“There’s quite a lot of chefs who have cooked in fantastic places outside of Singapore—either Europe, the United States of further east in Asia,” explains Brehm, whose restaurant Nouri receives an even-keeled mix of about 60% locals and 40% expats and tourists. “And they all came at pretty much the same time to a place that values the work they’re doing at the level they like to play in. These incredible people who would be of unbelievable talent anywhere else around the world, and they’ve all gathered in this little city. It’s amazing.”
But as Brehm can attest to, it has also made the mid-to-fine dining restaurant scene fiercely competitive. Unlike chefs in New York City or London, whom Brehm argues can better support competition when catering to an extensive demographic, chefs in Singapore are competing for each other’s customers. It’s a small island, and only until recently has the tradition of eating out taken hold. Chefs have no other choice but to be on top of their game.
“The diversity of expats in the chef community has made service and the quality of the offering second to none,” says Brehm. “You have to keep reinventing yourself, refining your concept, refining your service and thinking of hospitality through and through.”
Singaporeans don’t just accept diverse Western flavors; they embrace them—which, for Foster, is a result of the local community being so well-traveled. “The local palate is very open to trying new things,” he explains. “Their food IQ [is] very high. Now with smaller sustainable hydroponic farms, and even sustainable fish farmers it will take the food culture to another level.”
But this hospitable welcome of gastronomic diversity isn’t the only draw for foreign chefs. Singaporeans welcome Western flavors as eagerly as Western chefs want to learn about Asian flavors.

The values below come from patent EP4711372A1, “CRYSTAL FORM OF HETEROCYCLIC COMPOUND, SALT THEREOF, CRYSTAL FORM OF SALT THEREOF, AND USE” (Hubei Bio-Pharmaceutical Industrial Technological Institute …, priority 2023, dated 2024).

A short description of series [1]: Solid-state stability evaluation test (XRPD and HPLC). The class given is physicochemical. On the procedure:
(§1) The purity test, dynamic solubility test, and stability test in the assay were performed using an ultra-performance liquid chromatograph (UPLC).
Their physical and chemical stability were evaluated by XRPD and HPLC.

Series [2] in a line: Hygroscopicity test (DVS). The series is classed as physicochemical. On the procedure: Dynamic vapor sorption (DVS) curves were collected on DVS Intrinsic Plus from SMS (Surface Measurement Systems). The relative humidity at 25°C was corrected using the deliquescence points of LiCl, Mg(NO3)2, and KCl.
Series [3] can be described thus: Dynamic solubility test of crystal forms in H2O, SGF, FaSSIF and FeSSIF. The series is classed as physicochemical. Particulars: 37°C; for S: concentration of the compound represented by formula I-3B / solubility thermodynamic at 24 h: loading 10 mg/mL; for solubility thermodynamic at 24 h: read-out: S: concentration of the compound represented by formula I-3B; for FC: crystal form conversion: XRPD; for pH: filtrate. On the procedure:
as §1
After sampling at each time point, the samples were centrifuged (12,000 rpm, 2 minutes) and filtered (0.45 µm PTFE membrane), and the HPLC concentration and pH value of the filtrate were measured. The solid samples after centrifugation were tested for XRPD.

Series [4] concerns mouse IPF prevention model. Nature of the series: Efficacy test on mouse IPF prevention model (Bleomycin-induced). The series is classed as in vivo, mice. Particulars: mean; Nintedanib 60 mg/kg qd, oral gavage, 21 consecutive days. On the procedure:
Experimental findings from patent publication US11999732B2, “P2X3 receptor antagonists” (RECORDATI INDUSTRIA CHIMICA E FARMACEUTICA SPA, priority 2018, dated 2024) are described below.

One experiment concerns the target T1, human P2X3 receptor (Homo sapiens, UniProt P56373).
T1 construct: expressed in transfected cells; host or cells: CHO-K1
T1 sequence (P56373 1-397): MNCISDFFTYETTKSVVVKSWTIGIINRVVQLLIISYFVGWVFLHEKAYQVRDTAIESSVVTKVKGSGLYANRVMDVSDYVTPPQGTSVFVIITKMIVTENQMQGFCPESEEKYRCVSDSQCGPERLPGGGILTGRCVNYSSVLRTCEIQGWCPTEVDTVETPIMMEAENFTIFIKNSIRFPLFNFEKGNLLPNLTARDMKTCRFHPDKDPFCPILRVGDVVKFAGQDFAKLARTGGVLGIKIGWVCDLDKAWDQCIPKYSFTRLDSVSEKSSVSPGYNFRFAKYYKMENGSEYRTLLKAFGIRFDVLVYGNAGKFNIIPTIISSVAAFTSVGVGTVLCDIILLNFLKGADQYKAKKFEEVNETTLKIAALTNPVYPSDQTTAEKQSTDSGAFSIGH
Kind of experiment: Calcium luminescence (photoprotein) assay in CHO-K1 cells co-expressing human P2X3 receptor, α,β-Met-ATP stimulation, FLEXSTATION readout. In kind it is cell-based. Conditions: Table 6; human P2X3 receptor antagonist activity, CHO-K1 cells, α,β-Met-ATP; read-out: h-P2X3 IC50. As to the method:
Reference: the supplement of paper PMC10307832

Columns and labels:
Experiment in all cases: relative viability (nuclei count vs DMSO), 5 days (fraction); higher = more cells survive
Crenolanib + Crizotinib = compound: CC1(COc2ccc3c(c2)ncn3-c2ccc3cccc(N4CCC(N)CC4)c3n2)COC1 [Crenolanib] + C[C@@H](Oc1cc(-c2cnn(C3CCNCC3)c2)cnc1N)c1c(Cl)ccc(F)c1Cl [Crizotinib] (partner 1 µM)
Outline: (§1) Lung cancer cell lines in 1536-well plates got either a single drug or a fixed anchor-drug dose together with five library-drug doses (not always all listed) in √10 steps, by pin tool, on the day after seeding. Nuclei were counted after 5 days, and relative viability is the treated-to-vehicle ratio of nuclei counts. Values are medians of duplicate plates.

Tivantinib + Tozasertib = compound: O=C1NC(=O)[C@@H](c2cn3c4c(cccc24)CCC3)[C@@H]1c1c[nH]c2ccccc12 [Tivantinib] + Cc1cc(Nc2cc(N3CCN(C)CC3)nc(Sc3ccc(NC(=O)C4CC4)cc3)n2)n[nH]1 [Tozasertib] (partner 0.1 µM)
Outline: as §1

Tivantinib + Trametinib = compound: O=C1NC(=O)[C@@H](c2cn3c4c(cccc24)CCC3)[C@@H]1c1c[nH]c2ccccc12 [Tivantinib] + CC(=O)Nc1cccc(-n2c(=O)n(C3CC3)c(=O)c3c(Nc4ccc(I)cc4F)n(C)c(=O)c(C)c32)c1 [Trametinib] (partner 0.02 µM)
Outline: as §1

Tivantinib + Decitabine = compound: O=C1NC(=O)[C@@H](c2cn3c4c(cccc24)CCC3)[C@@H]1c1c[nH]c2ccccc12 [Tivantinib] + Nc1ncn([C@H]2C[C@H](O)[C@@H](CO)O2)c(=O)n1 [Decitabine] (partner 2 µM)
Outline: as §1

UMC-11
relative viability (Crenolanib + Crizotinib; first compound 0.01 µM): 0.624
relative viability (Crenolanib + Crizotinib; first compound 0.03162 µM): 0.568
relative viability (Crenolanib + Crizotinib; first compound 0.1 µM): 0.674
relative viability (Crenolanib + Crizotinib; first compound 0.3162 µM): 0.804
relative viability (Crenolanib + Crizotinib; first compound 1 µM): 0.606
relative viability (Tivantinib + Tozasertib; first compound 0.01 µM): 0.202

Take Felder, for example, who found herself drawn to Asia from a very young age.
“I’ve always been very Asian focused,” she explains, “and I can say that about all the [CIA] faculty that aren’t Asian and are with us in Singapore. The minute I had enough money to travel, I began investigating the cuisines of this grand continent—starting with Japan, then Vietnam and Cambodia.
Gifford can relate. Growing up in a small agricultural town in southern California, Gifford’s world view and awareness of different cuisines was limited. And yet, she found herself enraptured by Bob Barker as he gave away trips to Singapore on the classic TV show, The Price Is Right.
“It stuck in my mind as a magical place that people won trips to,” she says, laughing.
Upon moving to New York to attend the CIA in the late 90s, Gifford found herself in an introductory “Cuisines of Asia” class, where the professor proceeded to open a jar of hot bean paste to pass around the room.
“It was THE MOST incredible thing I’ve ever smelled in my life,” recounts Gifford, “and the professor went on to talk about the regions of China and I thought OMG there’s regions of China? Looking back, it was this classic scene of a small town girl getting awakened to cuisine.”
When Gifford made a conscious decision later in life to live on every continent for a significant period of time in an effort to better understand the world from within different continents rather than quick jobs overseas or two-week rushed vacations, it made sense that she chose Asia—and specifically Singapore—first.
“This is my first stop on a long and drawn-out trip around the world, and I’ve been here since 2013.”
The expat community has extended beyond the world of food to beverages as well. Dan Martin Gerick is the perfect example.
This Baltimore-born, New York City-bred entrepreneur is disrupting the beverage scene in Singapore with BUSHWICK, the first kombucha brewery in Southeast Asia producing everything from the requisite kombucha to turmeric elixirs, cold-brewed bulletproof coffee and kefir.
It started six years ago when Gerick moved to Singapore and, after drinking kombucha almost every day in the states, was unable to find it anywhere. So he set out to create it for himself—but not as an exact replica of the product most Americans are accustomed to.
“I make a shelf-stable kombucha that’s raw, pasteurized, carbonated in the bottle and low alcohol,” Gerick explains, “so there’s no refrigeration for two months, and then after it’s just to control the carbonation levels. We don’t water it down with fruit juices, and it’s brewed in a way that the acidity is balanced by fermentative and additional flavors. It’s actually more like a craft beer than kombucha.”